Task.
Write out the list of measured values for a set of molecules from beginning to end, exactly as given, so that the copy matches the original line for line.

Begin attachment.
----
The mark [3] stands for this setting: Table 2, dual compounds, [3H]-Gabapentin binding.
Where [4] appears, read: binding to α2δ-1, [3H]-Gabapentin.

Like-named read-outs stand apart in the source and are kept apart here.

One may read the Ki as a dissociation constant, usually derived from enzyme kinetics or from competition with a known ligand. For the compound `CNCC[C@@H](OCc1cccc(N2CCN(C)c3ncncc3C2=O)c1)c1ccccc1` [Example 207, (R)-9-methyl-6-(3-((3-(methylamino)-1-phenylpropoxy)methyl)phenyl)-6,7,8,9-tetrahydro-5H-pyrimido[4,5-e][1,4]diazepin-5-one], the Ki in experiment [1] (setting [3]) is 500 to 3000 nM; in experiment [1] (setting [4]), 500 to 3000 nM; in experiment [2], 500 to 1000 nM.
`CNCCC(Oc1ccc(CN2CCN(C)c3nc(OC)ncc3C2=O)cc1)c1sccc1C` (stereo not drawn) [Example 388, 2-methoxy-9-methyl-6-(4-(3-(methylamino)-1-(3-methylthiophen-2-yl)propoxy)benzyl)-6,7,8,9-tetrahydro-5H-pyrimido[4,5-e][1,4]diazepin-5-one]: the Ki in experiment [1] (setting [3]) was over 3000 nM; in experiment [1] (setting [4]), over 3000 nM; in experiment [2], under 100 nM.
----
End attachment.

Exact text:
The mark [3] stands for this setting: Table 2, dual compounds, [3H]-Gabapentin binding.
Where [4] appears, read: binding to α2δ-1, [3H]-Gabapentin.

Like-named read-outs stand apart in the source and are kept apart here.

One may read the Ki as a dissociation constant, usually derived from enzyme kinetics or from competition with a known ligand. For the compound `CNCC[C@@H](OCc1cccc(N2CCN(C)c3ncncc3C2=O)c1)c1ccccc1` [Example 207, (R)-9-methyl-6-(3-((3-(methylamino)-1-phenylpropoxy)methyl)phenyl)-6,7,8,9-tetrahydro-5H-pyrimido[4,5-e][1,4]diazepin-5-one], the Ki in experiment [1] (setting [3]) is 500 to 3000 nM; in experiment [1] (setting [4]), 500 to 3000 nM; in experiment [2], 500 to 1000 nM.
`CNCCC(Oc1ccc(CN2CCN(C)c3nc(OC)ncc3C2=O)cc1)c1sccc1C` (stereo not drawn) [Example 388, 2-methoxy-9-methyl-6-(4-(3-(methylamino)-1-(3-methylthiophen-2-yl)propoxy)benzyl)-6,7,8,9-tetrahydro-5H-pyrimido[4,5-e][1,4]diazepin-5-one]: the Ki in experiment [1] (setting [3]) was over 3000 nM; in experiment [1] (setting [4]), over 3000 nM; in experiment [2], under 100 nM.